Enough first responder worship. They’re just guys doing a job that needs to be done, in most cases no more heroically than the school lunch lady, or the clerk at the convenience store. They are not above reproach or at the least being questioned.

        • nutter December 8, 2013 at 4:04 pm

          i agree that would be a scary unfortunate situation. but comparing them to the lunch lady is just sad. the lunch lady’s loved ones probably don’t pray for her safety when she leaves for work. they probably don’t mind too much either when she comes home late from work or doesn’t call them to put their minds at ease. i just wish people had more respect for our fire fighters and law enforcement.

          • Bender December 8, 2013 at 4:46 pm

            Nutter, most of us are hard working stiffs grinding through the week and putting bread on the table. First responders merit no more, or less, respect than any other profession… Including the lunch ladies. They also need to be at least as accountable since they can hold people’s lives in their hands. What I am hearing from some in this thread is “don’t you dare criticize first responders because they are heroes.” Sometimes they are, but sometimes they screw up and some times they do a lackluster job. Since they are are on my payroll as a taxpayer I reserve the right to call them out as needed.
            I don’t know if the debacle in the gorge could have been handled better but I am sure willing to listen to the first hand accounts of the people that spent the night to see if next time the cops/firefighters/etc can do it better.

          • Truth December 8, 2013 at 8:44 pm

            Bender +1 (Couldn’t agree more.)

  • Truth December 8, 2013 at 2:14 pm

    It’s amusing how so many are quick to judge these people who are saying that the story is inaccurate. First hand witnesses say they were not contacted when the PR officer said they were. Let’s not judge the “hero’s” because us poor “public” have no idea how tough they have it. Never question anything our superiors do because we can never understand right? Question the intentions of those in need before you question the “first responders.” This is too often the attitude of our PUBLIC servants. Continue to defend your (friend, family member, spouse, or comrade) all you want. We “private sector” smucks have a right to our opinion as well.

  • womma December 8, 2013 at 3:06 pm

    So you’re saying that only friends or relatives of first responders defend them? False. Some people just have respect for what they stand for and the sacrifices they make. I am grateful for them.

  • tammy December 8, 2013 at 4:30 pm

    Maybe you missed the part where they were complaining about cops and then humble-bragging about their efforts.

  • tammy December 8, 2013 at 4:32 pm

    And because he didn’t get personal attention it’s the cops’ fault. Yeah, totally makes sense. Thanks!

  • yolanda December 8, 2013 at 4:33 pm

    So, let me get this straight… You see on your little weather apps on your phone and on the news for 3 days prior that there is a severe storm warning and yet instead of leaving early or waiting for the storm to pass, you trudge out into the gorge and expect everything to be all hunky-dory. Then when everything gets shut down, you expect the government employees to come bail you out of your stupid decision and when they can’t, you throw out your entitled “I’m a tax payer, I pay your wages, I’m entitled, do as I say dammit” attitude. It’s not hard to spot a liberal…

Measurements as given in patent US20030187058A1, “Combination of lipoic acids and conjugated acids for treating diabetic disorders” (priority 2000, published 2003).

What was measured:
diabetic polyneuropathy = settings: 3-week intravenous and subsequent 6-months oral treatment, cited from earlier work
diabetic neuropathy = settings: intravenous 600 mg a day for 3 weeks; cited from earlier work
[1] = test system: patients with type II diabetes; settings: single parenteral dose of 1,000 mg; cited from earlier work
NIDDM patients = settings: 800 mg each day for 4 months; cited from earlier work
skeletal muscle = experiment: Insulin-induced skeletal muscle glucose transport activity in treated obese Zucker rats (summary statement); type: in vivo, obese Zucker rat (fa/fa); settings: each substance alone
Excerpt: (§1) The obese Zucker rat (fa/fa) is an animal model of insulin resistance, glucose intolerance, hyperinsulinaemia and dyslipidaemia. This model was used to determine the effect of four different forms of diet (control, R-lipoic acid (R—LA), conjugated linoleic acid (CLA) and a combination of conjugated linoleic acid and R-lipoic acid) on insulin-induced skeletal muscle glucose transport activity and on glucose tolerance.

• ladybugavenger December 8, 2013 at 5:57 pm

    Wow, these comments are amazing. I want to play too. I read the story and got the impression all was under control and communication was either verbally or handshake….duh duh duhhhh (music plays) then the truth comes out by an actual person or people that were actually stuck there and then people get all defensive about a situation they weren’t even involved in. wow, the PR people get paid to make situation positive (in other words lie). That’s why we the people must speak up and tell the truth. Like the people that were actually stuck in the gorge did

    • tammy December 8, 2013 at 6:37 pm

      300 cars were stuck that night. I’m sure the cops had plenty of time and resources on them for every person out there. Again, grateful for what they did do.

  • Ryan White December 8, 2013 at 8:41 pm

    I talked to one AZ trooper. He offered me water. He also told me there are just a handfull of cops on the strip. I think given the few officers out there they did great. I do not fault the cops for me being stuck in traffic. I blame the people who caused the accidents. I would also say the bad weather had more of an effect on the traffic than the officers out working.

    • Bender December 8, 2013 at 10:21 pm

      Mohave county seat is in Kingman Arizona . A long way from the gorge. My impression is that the state of Arizona does a pretty good job of taking care of an expensive piece of infrastructure (the freeway through the gorge) which is far removed from almost all of the state’s population and used by hardly any Arizona citizens. I don’t know what kind of interstate/interagency procedures are in place for events in the gorge which would allow Washington county/Clark county/Utah/Nevada to cooperate and help. I hope this is the nudge that inspires the tri-state authorities to review what can be changed in the future.